Tuesday, August 03, 2004

This first sentence is meaningless and absurd!

In the complex, erudite, often ouroborean critical "understructure" that pulses and mills and pronounces behind the vast engine of mainstream book reviews and media sound bites, Stephen King has been rendered nearly everything, from hack horror writer to important populist synthesizer to Dickensian literary artist.

Complex: Consisting of or comprehending various parts united or connected together; formed by combination of different elements; composite, compound. Said of things, ideas, etc. (Opposed to simple, both here and in sense 2.)


Erudite:Learned, scholarly

Ouroborean (not in OED, but ouroboros i.e. uroboros is): The symbol, usu. in the form of a circle, of a snake (or dragon) eating its tail.


Okay...So let me get this straight. "The vast engine of mainstream book reviews" are complex, scholarly, and circular and has described Stephen King in many ways? Hmm...

By the way The Worm Ouroboros
is one of the classics of fantasy. Along with The King of Elfland's Daughter it is probably one of my favorite tales ever. That title makes sense "The dragon eating its tail in a circular manner" or "The Dragon Ring."

Now that I have said that...other than this author's needless exploration of vocabulary, this appears to be a (to borrow a phrase) erudite and well articulated defense of a popular author against the ravages of an overly judgemental literati. But why did he have to write in Critical Studies (Post-modern) Speak. He also quotes one of my favorite SF authors, Michael Moorcock, in his piece, but he attributes sentiments which I do not believe Moorcock has to Moorcocks arguments. Moorcock is more referring to the progeny of Tolkien than Tolkien himself. Notice the careful use of the words "fairy stories" referring directly to an essay Tolkien himself wrote in defense of the genre. Beside which, Moorcock is most famous for his "Eternal Champion" series, which like Tolkien draws on European/Celtic mythology for its inspiration. Though Moorcock does delve into the depths of the human soul, and its flaws vis-a-vis anti-heroes, in a different way than Tolkien.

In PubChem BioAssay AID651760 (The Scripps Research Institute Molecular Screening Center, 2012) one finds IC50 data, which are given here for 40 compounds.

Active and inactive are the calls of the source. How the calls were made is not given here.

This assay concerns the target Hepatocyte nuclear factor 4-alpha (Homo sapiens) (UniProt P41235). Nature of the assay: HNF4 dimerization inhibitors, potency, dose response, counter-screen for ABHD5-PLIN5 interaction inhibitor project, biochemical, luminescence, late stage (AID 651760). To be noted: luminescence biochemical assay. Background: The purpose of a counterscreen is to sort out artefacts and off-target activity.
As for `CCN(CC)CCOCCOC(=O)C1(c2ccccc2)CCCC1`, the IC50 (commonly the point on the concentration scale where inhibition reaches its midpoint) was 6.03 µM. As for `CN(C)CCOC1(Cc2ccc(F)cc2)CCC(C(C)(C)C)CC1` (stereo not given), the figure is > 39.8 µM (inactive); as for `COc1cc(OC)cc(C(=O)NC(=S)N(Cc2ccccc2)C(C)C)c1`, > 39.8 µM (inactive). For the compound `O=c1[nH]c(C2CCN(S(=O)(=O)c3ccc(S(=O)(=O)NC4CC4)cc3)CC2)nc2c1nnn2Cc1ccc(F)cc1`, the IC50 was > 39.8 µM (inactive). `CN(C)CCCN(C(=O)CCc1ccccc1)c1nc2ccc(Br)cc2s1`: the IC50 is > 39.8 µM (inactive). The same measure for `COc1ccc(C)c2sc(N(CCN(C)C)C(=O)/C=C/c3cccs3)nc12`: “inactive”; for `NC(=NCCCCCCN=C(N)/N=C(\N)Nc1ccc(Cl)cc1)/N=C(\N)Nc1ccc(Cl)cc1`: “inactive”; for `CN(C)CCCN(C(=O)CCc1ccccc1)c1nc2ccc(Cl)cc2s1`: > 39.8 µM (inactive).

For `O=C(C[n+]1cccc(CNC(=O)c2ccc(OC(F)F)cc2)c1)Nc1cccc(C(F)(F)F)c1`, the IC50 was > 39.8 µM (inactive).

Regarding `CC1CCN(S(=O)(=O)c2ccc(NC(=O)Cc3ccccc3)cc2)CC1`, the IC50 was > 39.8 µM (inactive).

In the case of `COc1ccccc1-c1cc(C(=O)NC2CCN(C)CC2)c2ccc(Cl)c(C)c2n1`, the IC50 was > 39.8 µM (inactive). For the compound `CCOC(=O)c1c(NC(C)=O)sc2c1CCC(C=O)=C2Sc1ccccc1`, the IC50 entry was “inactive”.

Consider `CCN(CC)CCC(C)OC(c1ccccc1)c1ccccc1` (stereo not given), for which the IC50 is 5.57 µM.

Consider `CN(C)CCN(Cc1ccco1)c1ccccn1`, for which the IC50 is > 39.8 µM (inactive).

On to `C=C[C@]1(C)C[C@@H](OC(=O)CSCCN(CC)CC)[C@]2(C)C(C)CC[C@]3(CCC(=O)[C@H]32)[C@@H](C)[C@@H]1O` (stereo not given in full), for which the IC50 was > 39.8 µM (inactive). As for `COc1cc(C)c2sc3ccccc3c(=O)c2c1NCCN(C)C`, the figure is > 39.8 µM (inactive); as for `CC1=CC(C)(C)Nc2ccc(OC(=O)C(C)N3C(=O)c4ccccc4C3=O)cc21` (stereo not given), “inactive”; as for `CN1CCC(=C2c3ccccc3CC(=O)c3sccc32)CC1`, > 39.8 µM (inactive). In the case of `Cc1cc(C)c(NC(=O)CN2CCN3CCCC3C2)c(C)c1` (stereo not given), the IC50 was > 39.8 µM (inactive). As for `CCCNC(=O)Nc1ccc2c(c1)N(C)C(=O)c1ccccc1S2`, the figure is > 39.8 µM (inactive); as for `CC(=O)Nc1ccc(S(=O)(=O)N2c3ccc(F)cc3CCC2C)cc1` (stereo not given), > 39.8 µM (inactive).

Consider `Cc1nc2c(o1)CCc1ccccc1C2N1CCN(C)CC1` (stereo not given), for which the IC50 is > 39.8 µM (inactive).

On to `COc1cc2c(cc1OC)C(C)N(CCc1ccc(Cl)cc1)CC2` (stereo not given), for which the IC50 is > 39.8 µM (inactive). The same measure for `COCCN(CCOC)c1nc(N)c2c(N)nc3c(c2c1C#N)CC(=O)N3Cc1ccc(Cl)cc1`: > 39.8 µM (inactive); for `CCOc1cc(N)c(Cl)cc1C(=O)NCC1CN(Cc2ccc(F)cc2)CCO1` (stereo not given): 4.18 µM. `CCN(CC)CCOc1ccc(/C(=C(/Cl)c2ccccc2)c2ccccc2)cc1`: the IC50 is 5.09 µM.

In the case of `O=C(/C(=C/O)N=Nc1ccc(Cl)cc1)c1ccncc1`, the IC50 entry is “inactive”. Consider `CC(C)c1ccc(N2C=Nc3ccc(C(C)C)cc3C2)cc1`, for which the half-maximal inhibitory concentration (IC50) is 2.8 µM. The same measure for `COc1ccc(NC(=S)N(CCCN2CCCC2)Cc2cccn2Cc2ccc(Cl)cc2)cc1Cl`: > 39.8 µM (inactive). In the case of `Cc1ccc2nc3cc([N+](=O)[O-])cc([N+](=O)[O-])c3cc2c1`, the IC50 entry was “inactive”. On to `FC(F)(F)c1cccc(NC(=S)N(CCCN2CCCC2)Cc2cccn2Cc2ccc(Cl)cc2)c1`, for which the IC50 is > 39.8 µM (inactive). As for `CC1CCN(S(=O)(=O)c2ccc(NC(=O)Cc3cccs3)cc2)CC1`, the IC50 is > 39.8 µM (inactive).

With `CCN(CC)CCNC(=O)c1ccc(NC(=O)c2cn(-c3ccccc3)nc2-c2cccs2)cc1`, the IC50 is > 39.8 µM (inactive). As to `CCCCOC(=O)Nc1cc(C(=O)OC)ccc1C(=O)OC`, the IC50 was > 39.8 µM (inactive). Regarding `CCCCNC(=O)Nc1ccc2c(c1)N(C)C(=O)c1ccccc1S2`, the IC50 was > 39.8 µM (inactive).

To take an aside for a moment, the Peake mentioned in the piece (Mervyn Peake), is famous for his Gormenghastnovels. Something many of you may know, but which should have been shared by the author in the piece. A) because not everyone would know, and b) because you should read them. As to his originality though, he is very reminiscent of Clark Ashton Smith's Averoigne and the works of Arthur Machen.

Now back to the topic. As I was trying to point out, I think that Moorcock really is criticizing the writers who follow Tolkien. Why? Because of the music reference. When Tolkien wrote his tale not many versions of the Niebelungenlied had been written in popular form, and certainly none which focused on tertiary characters. Aragorn is the Siegfried of the Saga, so why focus on Hobbits? Because it is interesting to see a story from the everyman, rather than the epic hero's perspective. The fact is though, you can go into any fantasy section and find hundreds of Tolkien clones and only a smattering of Machen, Moorcock, Lovecraft, and Peake clones.